Tuesday, June 11, 2013

Workplace Abuse: Similarities in the experience

On one of my walks along the banks of the nearby river, I came across this tree which has been bowed and bent by winds, by storms, by high water levels, by currents.  Things it has absolutely no control over.  Nor does it have any control over the fact that it is at the river's edge.  Directly in the path of all of the former.  However, it is a survivor.  Although bent and bowed, it has not succumbed to the forces which impact it.  It is still there, providing shelter for the various birds to rest in and nest in.

Getting ahead of myself, as I've been writing this series on my first experience of workplace abuse, I've begun to see it, really see it for the first time, for what it was.  An experience I wasn't able to recognize for what it was at the time.  Workplace bullying.  The literature states that it takes the average target appoximately two years to recognize that they're being subjected to bullying behaviour in the workplace.  My first experience only lasted a period of some four and a half months; therefore, I did not recognize it for what it was at the time.  I only knew that it was excruciatingly painful.  I felt that it was my fault.  I was too blame.  If I'd only been ... prettier, smarter, (you fill in the blank), it would not have happened.  It was not until AFTER the second experience had ended, more than five years later, that I started connecting the dots.

It was not until I started recounting this first experience of workplace abuse for the purposes of the narrative, the story behind this blog of recovery from complex PTSD, that I finally recognized how well it fit into the parameters of workplace abuse.

During this piece of the journey, I've discovered that it's not the length of time that defines the damage; it's the intensity.  These were an incredibly intense four and a half months.

Writing this up, I've realized the similarities between the two experiences (which will hereafter be referred to as #1 and #2 in this particular posting).

Both were well-known, local companies started in the late 1800s by German immigrants.  Both in food production.

Both were in a period of transition at the time of my employment.  #1 had just employed the first non-family CEO in its history.  #2 was initially in the process of having been bought out, or taken over (whatever), by a huge multimillion dollar conglomerate.

Both were crying the "money" blues and were imposing stringent cutbacks.

Aside from corporate similarities, though, there were similarities in the patterns of the abuse which took place.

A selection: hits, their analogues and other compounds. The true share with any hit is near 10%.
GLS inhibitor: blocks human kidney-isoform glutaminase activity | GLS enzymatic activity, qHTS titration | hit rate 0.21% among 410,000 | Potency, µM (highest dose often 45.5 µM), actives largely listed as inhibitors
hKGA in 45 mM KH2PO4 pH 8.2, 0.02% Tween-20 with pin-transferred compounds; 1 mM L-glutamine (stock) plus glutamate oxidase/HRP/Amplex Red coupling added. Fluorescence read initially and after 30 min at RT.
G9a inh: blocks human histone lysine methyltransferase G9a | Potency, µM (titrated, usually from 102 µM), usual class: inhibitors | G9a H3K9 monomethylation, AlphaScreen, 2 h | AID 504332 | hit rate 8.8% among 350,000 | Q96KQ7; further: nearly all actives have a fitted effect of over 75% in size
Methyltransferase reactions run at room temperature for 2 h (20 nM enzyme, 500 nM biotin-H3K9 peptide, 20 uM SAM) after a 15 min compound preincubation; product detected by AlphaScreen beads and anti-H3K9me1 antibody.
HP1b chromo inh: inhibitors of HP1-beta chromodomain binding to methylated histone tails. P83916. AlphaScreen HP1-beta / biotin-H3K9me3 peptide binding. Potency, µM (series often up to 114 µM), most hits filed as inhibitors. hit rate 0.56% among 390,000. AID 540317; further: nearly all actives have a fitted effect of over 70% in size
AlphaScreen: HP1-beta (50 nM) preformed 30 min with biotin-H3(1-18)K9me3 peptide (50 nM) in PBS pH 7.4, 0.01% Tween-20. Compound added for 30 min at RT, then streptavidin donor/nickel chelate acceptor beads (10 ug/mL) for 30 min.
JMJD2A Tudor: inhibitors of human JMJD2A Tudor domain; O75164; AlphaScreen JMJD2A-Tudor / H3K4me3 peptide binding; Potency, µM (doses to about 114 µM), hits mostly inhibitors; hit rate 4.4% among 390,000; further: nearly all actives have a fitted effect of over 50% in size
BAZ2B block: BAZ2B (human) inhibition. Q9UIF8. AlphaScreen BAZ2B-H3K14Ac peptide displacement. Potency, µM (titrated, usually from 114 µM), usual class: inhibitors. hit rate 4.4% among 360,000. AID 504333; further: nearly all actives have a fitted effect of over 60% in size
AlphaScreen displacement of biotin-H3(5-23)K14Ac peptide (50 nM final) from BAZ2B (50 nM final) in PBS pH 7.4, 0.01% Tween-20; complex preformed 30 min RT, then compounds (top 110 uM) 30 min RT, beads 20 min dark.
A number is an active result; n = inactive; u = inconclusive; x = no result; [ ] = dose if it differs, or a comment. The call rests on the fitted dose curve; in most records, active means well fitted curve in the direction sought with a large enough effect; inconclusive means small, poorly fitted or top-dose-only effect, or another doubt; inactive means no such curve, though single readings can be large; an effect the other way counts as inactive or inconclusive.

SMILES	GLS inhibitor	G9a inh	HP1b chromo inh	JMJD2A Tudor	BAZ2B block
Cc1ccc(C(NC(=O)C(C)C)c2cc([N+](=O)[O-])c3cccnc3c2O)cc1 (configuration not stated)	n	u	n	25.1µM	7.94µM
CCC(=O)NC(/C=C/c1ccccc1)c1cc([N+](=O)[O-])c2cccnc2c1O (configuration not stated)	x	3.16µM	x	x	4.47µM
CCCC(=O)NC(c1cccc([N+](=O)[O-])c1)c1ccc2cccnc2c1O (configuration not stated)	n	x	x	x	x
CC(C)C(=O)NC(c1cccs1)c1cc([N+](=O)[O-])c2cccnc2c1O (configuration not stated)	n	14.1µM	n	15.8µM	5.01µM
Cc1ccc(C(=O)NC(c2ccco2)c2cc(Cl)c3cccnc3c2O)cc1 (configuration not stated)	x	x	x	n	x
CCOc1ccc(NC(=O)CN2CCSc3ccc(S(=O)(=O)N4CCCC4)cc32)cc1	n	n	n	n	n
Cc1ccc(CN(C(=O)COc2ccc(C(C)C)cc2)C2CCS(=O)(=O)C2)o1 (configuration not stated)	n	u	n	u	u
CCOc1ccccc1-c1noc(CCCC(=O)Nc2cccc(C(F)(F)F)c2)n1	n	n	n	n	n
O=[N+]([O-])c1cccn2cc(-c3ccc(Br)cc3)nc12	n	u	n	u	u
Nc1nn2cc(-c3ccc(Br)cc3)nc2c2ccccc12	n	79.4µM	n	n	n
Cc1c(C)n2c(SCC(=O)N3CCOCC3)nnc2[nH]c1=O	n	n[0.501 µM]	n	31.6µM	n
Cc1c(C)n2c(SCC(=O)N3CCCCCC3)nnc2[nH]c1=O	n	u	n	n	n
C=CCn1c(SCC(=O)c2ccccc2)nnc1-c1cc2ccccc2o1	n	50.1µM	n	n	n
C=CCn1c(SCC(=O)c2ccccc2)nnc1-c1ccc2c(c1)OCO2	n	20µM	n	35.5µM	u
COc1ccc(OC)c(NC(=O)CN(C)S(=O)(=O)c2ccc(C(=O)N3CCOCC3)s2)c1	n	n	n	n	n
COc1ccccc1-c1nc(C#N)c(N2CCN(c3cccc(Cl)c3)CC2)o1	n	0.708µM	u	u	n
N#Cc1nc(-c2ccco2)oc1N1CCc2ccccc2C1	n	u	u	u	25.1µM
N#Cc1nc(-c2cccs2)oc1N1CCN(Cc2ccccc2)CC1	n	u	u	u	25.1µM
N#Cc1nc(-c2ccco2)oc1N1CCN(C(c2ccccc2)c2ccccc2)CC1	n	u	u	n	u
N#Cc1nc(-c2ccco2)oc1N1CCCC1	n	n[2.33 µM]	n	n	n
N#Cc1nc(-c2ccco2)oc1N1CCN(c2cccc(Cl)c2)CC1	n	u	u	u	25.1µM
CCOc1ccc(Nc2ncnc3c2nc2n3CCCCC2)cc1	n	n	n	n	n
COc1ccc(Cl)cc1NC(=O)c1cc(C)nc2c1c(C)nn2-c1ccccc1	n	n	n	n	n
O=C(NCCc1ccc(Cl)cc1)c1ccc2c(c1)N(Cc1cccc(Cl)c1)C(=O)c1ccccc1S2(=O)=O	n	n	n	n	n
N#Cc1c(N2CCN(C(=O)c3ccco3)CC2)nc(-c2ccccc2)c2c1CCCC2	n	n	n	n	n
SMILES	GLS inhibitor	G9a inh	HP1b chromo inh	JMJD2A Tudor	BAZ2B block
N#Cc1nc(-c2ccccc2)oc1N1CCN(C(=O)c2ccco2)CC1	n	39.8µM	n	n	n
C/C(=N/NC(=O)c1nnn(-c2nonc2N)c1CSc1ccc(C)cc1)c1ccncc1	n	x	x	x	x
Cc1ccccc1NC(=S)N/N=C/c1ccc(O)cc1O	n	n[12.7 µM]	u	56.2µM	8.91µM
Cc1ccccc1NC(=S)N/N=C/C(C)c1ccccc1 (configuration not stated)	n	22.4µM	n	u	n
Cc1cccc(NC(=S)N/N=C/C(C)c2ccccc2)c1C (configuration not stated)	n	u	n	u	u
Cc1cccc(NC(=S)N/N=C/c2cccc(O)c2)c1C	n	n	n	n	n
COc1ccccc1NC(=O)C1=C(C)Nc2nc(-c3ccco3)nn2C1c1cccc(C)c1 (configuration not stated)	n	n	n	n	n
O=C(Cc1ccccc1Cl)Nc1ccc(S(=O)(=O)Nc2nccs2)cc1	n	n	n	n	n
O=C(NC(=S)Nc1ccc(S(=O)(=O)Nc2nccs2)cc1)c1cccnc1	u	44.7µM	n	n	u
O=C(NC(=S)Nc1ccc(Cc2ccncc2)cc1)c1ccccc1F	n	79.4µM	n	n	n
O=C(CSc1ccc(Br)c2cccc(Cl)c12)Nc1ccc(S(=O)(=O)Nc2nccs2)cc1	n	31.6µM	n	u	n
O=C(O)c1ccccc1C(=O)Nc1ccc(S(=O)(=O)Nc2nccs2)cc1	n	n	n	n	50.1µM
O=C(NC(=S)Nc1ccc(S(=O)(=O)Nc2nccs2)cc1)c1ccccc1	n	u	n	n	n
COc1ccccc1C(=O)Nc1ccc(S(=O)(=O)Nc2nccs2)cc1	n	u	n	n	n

First, one person (myself) was targeted.  Someone who was different from the others.  In the first, case  I was on contract which made me an easy target.  In both, I was extremely good at what I did, well-liked and well-established.

Secondly, there was the phenomenon of isolation/exclusion.  Although the scenarios within which the isolation took place were completely different, the phenomenon remained the same.  In #1, the isolation was imposed from above by my manager and, possibly, by her manager.  It was imposed on me internally by rules, regulations, prohibitions which none of the other employees had, rather than externally. Restrictions such as being forbidden to reveal that I was on contract.  In the second, it was external isolation.  Isolation imposed on me by my co-workers.  Exclusion from conversations, meals, etc.

Both used words/terms that are vague, not easy to qualify and which had nothing to do at all with anything work-related.  In #1, I was constantly accused of being "unprofessional" and "loud".  Also "emotional" because of that one tear that one day.  In #2, I was accused of being "rude" and again "loud".  As time went on, they came up with more vague, undefinable, unqualifiable terms.  But nothing concrete.  None of the complaints had anything to do with my job or the way I handled it.   It had nothing to do with my accomplishments or anything work-related in either case.  Nor, in either case, was I given a chance to make amends.  The judgement(s) had been made.  Period.  They were irrevocable.

The most glaring similarity between the two, though, is that both attacked me at the very core of my being.  My self-concept.  My self-esteem.  In both cases, I was judged - in one by my superiors; in the second by my peers - and found lacking.  Nothing I did to change, to pull up my boot straps was  good enough in either situation.  By the time both were finished with me, there wasn't much left of my self-concept.  In fact, with #1 the destruction was so complete that for all practical intents and purposes there wasn't anything left.  I had been hit so hard and so often with all the negatives about who I am, that I could not see any positives.  I felt I had no value at all.

As I write this, I cannot seem to find the words to describe the incredible attack on my self-esteem, on me as a person, that occurred in workplace #1.  It was an on-going assault, levelled incident by incident over a period of time.  It wasn't just a one-time incident in either case, but something that was on-going.  It started small as in #1 with the supervisor treating me differently from the others originally and then escalating over time to become more and more obvious and damaging.  More focussed.  More targeted.  Until there was no other way to resolve the issue but termination - or leaving voluntarily.

Leaving me resembling this tree I'm featuring for today's posting.  Bent.  Bowed.  Damaged.  However, in workplace abuse, the damage is not physical.  No broken bones.  No external bruises.  Nothing anyone can see - unless they can see straight into a person's soul.  That's what makes it so devastating. We are the walking wounded.

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